Irene Bevc, PhD, Hincks-Dellcrest Treatment Center, Toronto, Canada

David F. Bjorklund, PhD, Department of Psychology, Florida Atlantic University, Boca Raton, FL

Victoria K. Burbank, PhD, Department of Anthropology, University of Western Australia, Crawley, Australia

James S. Chisholm, PhD, School of Anatomy and Human Biology, University of Western Australia, Crawley, Australia

David A. Coall, PhD candidate, School of Anatomy and Human Biology, University of Western Australia, Crawley, Australia

Bruce J. Ellis, PhD, Division of Family Studies and Human Development, University of Arizona, Tucson, AZ

Mark V. Flinn, PhD, Departments of Anthropology and Psychological Sciences, University of Missouri, Columbia, MO

Frank Gemmiti, PhD candidate, School of Anatomy and Human Biology and Department of Anthropology, University of Western Australia, Crawley, Australia

David C. Geary, PhD, Department of Psychological Sciences, University of Missouri, Columbia, MO

Judith Rich Harris, MA, Middletown, NJ

Elizabeth M. Hill, PhD, Department of Psychology, University of Detroit-Mercy, Detroit, MI

Heather C. Janisse, PhD, Department of Psychology, Wayne State University, Detroit, MI

Brian MacWhinney, PhD, Department of Psychology, Carnegie Mellon University, Pittsburgh, PA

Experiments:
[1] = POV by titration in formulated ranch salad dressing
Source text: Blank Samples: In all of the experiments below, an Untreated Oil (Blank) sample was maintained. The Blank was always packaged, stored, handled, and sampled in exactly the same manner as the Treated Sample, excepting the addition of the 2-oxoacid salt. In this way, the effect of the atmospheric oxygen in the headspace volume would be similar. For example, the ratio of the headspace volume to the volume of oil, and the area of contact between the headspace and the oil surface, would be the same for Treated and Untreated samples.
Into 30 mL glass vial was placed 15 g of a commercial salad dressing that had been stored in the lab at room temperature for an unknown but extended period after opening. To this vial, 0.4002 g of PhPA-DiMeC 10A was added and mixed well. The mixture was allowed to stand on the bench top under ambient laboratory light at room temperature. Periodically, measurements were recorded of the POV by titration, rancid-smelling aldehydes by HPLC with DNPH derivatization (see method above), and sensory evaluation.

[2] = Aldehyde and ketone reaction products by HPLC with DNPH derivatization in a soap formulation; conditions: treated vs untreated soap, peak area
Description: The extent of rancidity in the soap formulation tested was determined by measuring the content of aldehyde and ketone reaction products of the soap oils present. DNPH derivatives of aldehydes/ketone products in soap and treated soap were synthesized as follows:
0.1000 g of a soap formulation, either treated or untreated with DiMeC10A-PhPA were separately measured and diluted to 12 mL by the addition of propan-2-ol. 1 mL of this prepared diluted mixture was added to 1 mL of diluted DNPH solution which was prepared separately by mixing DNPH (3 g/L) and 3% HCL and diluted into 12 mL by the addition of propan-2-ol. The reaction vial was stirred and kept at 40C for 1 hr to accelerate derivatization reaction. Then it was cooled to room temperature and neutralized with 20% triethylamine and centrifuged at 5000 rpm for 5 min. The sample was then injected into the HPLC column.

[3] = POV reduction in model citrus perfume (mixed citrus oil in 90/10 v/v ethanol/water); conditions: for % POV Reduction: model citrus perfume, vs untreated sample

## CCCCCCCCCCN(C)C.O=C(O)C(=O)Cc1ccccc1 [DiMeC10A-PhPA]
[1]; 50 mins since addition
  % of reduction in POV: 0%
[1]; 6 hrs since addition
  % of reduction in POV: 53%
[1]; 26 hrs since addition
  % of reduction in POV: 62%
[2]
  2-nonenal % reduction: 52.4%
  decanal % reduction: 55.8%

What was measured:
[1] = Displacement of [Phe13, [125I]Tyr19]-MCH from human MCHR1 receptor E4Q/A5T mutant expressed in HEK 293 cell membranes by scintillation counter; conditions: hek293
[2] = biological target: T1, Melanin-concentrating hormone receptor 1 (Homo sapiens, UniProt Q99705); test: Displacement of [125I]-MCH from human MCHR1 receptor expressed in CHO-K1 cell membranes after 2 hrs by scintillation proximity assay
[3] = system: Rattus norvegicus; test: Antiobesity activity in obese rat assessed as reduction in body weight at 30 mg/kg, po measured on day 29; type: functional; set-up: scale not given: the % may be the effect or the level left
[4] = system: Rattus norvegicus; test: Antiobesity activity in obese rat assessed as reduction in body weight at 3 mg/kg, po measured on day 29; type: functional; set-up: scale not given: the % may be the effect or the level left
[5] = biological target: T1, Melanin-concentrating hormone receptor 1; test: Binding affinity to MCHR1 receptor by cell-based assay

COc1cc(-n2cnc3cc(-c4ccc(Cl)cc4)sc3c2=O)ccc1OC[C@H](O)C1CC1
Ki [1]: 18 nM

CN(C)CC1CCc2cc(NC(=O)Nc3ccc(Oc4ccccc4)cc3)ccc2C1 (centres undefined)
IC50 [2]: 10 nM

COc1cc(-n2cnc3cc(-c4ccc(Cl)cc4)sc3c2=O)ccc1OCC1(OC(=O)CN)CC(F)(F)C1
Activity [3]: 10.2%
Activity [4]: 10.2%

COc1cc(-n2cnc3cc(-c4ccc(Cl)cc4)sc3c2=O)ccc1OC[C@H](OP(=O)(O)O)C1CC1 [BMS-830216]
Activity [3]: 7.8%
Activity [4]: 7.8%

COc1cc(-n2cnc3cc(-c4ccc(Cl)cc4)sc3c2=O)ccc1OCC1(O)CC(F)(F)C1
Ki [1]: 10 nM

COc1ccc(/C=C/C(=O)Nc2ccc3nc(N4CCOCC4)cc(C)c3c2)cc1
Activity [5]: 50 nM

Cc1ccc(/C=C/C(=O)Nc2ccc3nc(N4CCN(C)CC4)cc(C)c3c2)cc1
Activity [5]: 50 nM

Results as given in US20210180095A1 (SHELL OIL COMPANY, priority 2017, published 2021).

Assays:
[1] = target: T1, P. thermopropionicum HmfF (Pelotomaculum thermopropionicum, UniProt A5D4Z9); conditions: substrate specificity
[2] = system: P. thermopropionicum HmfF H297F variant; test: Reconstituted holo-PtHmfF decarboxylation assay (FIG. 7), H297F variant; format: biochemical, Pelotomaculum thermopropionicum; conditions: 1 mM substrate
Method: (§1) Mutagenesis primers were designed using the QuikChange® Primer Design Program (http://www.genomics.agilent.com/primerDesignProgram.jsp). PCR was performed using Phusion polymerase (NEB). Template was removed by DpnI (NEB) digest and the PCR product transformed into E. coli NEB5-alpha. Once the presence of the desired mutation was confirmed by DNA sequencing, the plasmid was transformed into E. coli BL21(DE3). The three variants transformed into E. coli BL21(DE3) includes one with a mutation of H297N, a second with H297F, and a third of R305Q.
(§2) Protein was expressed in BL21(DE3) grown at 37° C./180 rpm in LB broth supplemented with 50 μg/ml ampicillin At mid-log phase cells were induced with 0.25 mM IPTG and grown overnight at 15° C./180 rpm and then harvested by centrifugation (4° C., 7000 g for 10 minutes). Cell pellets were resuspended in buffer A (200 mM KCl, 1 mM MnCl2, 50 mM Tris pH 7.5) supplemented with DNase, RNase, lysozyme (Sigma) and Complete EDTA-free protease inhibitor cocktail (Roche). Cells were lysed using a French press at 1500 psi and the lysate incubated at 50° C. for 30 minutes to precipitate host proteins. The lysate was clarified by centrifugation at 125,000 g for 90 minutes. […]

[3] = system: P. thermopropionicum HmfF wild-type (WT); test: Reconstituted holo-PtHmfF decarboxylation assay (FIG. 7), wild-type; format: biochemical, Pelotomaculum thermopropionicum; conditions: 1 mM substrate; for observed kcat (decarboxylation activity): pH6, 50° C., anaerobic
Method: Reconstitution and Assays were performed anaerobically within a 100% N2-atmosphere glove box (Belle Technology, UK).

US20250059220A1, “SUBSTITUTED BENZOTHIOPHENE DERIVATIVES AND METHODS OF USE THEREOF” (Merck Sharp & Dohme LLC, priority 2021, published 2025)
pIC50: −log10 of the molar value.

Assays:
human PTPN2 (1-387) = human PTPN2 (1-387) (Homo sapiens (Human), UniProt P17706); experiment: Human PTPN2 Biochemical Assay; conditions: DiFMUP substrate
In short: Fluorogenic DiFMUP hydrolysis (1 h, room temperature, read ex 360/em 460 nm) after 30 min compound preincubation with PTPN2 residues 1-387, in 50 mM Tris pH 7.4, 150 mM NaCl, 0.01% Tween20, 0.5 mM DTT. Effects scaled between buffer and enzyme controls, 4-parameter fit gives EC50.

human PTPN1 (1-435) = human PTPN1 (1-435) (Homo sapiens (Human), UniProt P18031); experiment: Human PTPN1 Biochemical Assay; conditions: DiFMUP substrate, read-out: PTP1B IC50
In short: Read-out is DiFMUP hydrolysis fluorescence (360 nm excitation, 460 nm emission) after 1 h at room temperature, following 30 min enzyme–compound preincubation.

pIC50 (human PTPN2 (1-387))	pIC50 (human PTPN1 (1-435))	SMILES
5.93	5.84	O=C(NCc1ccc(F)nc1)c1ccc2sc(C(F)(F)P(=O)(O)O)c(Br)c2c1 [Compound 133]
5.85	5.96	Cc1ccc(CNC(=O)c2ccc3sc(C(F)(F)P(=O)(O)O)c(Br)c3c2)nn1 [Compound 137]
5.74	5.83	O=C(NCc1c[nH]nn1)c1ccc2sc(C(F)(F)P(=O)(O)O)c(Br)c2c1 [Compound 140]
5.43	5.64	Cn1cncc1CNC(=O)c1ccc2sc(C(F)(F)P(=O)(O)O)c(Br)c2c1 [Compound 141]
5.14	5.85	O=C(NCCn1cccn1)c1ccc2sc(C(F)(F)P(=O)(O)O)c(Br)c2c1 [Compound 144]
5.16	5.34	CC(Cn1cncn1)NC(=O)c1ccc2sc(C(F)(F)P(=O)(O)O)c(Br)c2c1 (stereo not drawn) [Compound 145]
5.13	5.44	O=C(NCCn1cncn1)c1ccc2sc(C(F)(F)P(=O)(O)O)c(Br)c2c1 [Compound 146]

Katherine Nelson, PhD, PhD Program in Psychology, City University of New York Graduate School, New York, NY

Anthony D. Pellegrini, PhD, Department of Educational Psychology, University of Minnesota, Minneapolis, MN

David H. Rakison, PhD, Department of Psychology, Carnegie Mellon University, Pittsburgh, PA

Justin S. Rosenberg, PhD candidate, Department of Psychology, Florida Atlantic University, Boca Raton, FL

Nancy L. Segal, PhD, Department of Psychology, California State University, Fullerton, CA

Irwin Silverman, PhD, Department of Psychology, York University, Toronto, Canada

Peter K. Smith, PhD, Unit for School and Family Studies, Department of Psychology, Goldsmiths College, University of London, United Kingdom

Carol V. Ward, PhD, Departments of Anthropology and Pathology and Anatomical Sciences, University of Missouri, Columbia, MO

Glenn E. Weisfeld, PhD, Department of Psychology, Wayne State University, Detroit, MI

Audience

Researchers, instructors, and students in developmental, social, and evolutionary psychology.

Course Use

May serve as a supplemental text in graduate-level courses.